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The New Imperialists?

While my friends in the Emerging Phoenix have discussions to define postcolonialism, to date, I’ve not really known how to contribute to those types of conversations. As an Asian American, my perspective has traditionally been sensitive to the imposition of power by the dominant culture, but this article has made me see that there are dynamics in play which are very much pertinent to me as someone with vested interest in the actions of the Asian nations. While it smacks of the same arguments against Wal-Mart here in the U.S., there is the double-edged sword of generosity and greed, empowerment and oppression.

A few excerpts that struck me:

“China is not like the World Bank, they don’t attach all these conditions on the money,” said Edmundo Vaz, a former adviser to the Guinea-Bissau Finance Ministry who now runs a bank.

“The West makes us wait, but we’re a poor country — we don’t have time wait,” he said…

When asked about China’s investment in nations with records of human rights abuses — notably Sudan and the Central African Republic — Li replied curtly: “Do you know what the meaning of human rights is? The basic meaning of human rights is survival — and development.”…

China has found a seemingly limitless market in Africa for its cheap goods. And oil-rich countries like Nigeria and Angola provide the natural resources China needs to sustain its rapid growth.

The imbalance between a superpower like China and a struggling West African country like Guinea-Bissau has prompted some to describe the Chinese overtures as the latest chapter in Africa’s history of exploitation.


What happens when Asians begin to exploit other countries and become the new imperialists?

How does that sit with us, as Asians who come with long histories of oppression and subjugation, yet now tempted with opulence; as Americans who consume ravenously and only seem to grow in our own navel-gazing; and most importantly as Christians who have remained safety-centric, economically unconscious, and for the most part nostalgic about our influence in the culture.

As an Asian American Christian, how do you feel today if it’s true that Asians are the new imperialists? What would you do differently?

About David Park

Christian 2nd-generation Korean American; Atlanta Georgia; more details to come.

3 responses to “The New Imperialists?

  1. elderj

    ahhh imperialism – a favorite topic of mine.

  2. Do tell, elderj, I was a little concerned as I read this article especially as it has to do with Africa. So apparently not only do Asian American immigrant businesses make their money in predominantly African American neighborhoods, but now China is sure to sell their wares in Africa? Could we draw this micro-to-macro analogy out further and perhaps discuss what we can do to increase Afro-Asian American Christian dialogue?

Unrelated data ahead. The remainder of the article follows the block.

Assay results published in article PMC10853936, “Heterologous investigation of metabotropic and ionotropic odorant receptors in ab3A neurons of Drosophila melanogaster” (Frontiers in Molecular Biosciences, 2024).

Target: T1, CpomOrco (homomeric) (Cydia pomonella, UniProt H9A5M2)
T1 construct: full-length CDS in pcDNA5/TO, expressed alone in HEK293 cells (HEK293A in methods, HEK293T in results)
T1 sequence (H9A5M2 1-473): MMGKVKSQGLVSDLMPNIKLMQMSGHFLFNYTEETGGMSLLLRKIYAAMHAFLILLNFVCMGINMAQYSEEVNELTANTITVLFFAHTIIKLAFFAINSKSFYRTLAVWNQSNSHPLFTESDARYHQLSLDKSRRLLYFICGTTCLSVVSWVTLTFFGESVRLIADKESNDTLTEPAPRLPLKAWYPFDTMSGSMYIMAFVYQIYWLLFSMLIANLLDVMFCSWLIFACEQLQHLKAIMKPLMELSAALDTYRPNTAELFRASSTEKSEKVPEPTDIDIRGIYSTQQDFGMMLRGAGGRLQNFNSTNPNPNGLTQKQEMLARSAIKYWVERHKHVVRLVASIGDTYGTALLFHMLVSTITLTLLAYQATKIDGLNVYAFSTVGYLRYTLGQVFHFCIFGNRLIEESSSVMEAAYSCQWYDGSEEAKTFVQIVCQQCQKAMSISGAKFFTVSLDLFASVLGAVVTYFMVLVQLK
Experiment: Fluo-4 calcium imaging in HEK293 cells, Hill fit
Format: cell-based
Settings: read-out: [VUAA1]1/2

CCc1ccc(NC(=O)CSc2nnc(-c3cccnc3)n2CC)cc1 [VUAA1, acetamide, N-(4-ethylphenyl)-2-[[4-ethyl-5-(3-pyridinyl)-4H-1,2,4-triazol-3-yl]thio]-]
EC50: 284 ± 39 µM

3. elderj

    It would seem that there are ample points of intersection between Asian-Am and Afri-Am as well as between Asians and Africans – points that present, on the global stage, an opportunity for evangelism (as Africa and China are places of rapid growth for the church) and for reconciliation (between A-A & B-A’s). Unfortunately the tendency we have to leave our faith “at the door” means that very little evangelism or reconciliation are happening.

    Here in the states I think it is critical to develop an Afro-Asian American Christian dialogue for the sake of our witness in the world and for our on needed discipleship. I think the Black community has something to teach about retaining cultural distinctiveness & being Christian that many 1st gens and 2nd gens are not yet sure how to navigate. I think the Black community has something to learn from the AA community about…. well community and service which are values that are being increasingly lost. Unfortunately – mutual prejudice and ethnocentrism make that dialogue difficult at best and the perception of competition for scarce economic resources doesn’t help. It could be valuable for people in our respective communities to begin unpacking some of our ethnocentric baggage in the light of Christ so that the points of intersection we have can become more than they currently are.

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